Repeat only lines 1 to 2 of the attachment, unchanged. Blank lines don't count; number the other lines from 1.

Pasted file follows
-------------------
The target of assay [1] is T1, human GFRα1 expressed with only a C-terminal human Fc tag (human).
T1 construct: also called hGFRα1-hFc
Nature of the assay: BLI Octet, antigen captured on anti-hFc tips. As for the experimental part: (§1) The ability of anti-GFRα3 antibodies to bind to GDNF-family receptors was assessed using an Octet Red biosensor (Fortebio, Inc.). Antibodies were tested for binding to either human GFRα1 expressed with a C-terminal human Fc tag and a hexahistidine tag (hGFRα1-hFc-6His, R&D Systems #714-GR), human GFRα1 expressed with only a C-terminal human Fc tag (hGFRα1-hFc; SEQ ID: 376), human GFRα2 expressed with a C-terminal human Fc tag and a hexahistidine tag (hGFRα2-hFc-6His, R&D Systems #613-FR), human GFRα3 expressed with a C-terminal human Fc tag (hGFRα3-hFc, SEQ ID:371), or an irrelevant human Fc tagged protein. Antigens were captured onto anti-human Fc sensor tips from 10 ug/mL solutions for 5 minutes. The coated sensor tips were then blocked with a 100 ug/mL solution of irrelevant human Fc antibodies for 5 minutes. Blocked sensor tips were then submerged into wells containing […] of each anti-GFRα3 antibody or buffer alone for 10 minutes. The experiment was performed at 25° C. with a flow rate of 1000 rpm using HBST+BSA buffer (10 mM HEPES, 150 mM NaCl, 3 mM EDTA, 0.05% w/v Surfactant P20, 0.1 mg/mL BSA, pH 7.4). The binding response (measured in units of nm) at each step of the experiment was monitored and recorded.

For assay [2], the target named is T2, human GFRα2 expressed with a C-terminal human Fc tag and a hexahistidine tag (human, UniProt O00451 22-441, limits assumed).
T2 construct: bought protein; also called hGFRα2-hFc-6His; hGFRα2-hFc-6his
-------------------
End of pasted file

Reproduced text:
The target of assay [1] is T1, human GFRα1 expressed with only a C-terminal human Fc tag (human).
T1 construct: also called hGFRα1-hFc